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CSB Special Seminar – Professor Ray Keller, Department of Biology, University of Virginia
October 5 @ 12:10 pm - 1:10 pm
CSB Special Seminar
“Using Biomechanics to Uncover and Characterize Cryptic Morphogenic Processes”
12:10 p.m. at RW 432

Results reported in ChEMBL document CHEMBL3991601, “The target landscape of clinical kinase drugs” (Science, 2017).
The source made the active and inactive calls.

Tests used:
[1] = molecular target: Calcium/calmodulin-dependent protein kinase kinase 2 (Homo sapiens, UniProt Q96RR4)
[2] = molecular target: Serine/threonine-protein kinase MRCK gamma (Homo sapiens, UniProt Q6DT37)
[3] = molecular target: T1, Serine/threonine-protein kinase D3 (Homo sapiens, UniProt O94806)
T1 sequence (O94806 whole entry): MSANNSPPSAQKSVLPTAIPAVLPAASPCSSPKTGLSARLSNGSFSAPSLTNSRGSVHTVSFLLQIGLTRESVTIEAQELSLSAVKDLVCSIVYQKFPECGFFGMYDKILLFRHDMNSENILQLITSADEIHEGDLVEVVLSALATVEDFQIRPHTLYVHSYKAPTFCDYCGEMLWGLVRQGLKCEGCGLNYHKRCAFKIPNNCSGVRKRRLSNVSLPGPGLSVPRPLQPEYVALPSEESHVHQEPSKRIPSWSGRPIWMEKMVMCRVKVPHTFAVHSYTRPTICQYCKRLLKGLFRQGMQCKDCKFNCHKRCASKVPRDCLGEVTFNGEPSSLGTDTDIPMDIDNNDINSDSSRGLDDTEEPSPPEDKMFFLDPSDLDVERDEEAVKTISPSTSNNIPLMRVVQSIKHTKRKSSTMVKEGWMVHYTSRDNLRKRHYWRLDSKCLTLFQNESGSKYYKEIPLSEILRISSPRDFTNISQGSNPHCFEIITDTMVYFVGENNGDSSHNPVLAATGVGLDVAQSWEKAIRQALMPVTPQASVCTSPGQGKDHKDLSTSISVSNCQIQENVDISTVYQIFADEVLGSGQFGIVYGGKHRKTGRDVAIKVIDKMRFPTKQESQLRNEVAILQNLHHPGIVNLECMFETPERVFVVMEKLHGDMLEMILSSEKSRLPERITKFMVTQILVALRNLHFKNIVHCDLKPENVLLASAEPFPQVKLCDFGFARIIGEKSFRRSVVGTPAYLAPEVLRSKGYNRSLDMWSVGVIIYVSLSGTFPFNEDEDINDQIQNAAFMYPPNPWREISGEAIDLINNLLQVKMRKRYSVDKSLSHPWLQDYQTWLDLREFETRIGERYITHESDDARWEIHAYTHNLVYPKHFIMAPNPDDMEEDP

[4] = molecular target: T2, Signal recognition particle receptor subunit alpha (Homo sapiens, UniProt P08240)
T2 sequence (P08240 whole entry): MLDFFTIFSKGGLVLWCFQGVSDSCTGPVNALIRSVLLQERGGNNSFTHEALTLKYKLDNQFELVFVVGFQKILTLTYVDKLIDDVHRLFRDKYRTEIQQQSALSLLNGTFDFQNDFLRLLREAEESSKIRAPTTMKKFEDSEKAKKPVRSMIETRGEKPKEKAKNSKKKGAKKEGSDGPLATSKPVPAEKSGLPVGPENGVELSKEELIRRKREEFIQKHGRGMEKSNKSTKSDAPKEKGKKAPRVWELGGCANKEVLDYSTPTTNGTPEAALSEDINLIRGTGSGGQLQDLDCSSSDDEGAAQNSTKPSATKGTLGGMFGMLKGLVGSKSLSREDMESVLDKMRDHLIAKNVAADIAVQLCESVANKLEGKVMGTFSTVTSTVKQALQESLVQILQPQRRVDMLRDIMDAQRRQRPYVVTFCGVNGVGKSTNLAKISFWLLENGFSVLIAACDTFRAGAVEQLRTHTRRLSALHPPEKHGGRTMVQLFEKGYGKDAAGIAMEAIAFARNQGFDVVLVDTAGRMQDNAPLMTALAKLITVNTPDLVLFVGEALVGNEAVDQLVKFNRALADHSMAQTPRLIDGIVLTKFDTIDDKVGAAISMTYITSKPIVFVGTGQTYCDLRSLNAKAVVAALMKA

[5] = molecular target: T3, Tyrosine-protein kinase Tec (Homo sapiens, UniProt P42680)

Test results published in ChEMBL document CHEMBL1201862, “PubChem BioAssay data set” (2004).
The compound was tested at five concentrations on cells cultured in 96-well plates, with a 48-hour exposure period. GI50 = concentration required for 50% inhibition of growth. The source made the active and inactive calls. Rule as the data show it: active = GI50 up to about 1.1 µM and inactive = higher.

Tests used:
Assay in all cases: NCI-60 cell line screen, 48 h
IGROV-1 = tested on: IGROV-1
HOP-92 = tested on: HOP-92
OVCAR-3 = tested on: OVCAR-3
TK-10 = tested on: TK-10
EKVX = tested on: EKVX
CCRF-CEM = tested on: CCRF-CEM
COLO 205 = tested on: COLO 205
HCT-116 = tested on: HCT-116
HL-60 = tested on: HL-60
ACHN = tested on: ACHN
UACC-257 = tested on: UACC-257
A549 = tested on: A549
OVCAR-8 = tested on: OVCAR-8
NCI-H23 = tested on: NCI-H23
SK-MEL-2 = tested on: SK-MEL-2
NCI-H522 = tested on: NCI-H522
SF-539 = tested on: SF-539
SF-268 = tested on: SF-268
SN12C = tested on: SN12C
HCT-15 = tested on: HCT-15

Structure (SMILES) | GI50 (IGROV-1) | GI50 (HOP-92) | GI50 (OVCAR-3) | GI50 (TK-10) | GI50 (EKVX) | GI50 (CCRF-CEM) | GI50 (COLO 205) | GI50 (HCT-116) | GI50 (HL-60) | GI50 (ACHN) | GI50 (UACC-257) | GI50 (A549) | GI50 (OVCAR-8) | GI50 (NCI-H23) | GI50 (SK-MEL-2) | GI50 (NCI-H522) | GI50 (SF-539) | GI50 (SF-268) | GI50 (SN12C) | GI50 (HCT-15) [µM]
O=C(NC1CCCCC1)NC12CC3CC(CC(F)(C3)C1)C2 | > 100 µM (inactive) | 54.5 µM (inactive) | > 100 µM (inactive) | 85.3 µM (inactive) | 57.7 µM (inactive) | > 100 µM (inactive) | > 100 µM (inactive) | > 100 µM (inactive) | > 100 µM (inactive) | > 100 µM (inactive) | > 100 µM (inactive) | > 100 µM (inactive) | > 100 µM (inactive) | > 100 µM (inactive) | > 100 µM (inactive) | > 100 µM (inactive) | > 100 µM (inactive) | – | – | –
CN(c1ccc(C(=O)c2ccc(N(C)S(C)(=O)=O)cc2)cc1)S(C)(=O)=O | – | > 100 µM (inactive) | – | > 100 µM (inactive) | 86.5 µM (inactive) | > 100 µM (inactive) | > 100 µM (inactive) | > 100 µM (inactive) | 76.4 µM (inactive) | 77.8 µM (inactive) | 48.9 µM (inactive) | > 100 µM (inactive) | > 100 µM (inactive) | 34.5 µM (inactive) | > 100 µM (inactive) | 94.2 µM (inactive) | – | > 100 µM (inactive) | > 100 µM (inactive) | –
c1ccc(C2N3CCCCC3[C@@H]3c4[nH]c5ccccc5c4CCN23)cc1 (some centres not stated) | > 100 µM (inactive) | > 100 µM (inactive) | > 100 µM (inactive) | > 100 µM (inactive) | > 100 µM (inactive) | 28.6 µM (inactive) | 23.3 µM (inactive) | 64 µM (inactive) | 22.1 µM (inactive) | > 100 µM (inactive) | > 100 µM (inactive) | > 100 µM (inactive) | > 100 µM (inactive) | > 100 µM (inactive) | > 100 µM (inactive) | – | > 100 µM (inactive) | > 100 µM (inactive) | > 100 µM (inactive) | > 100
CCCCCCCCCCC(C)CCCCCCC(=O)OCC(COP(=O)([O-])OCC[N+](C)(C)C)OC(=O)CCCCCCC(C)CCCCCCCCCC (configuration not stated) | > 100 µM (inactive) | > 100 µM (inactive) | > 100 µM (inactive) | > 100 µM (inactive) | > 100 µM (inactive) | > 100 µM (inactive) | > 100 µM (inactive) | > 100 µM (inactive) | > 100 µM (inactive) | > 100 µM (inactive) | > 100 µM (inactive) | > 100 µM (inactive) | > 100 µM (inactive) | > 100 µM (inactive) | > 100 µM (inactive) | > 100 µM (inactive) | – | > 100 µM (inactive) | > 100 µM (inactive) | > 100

Considerable indirect evidence supports the notion that blastopore closure, a major feature of gastrulation in anamniote and a few amniote embryos, involves circumblastoporal, tensile forces generated by the marginal zone, an annular region of largely presumptive mesoderm surrounding the blastopore, but there has been little description of these forces. For this reason and because blastopore closure was often considered a “non-specific event” because many and varied genetic, molecular, cellular, and tissue manipulations result in its failure, we set about measuring these forces. Direct measurements of marginal zone explants revealed large, long-range tensile force spanning their entire circumblastoporal extent and generated by Convergent Extension (CE), as expected, but also revealed unexpected forces generated by a another process, Convergent Thickening (CT), before the onset of CE, and throughout the marginal zone, rather than just ventrally as previously thought. Further analysis revealed a progressive transition from CT- to CE-generated force, co-incident with transition to the mediolateral cell intercalation behavior (MIB) underlying CE, and also a strong dependence of the function of local force-generating processes on large-scale mechanical context, specifically tissue stiffness and geometry. These studies, along with those of others, highlight the fact that morphogenesis is “systems mechanics” process, whose specificity arises from integration of distributed information of several kinds at multiple levels.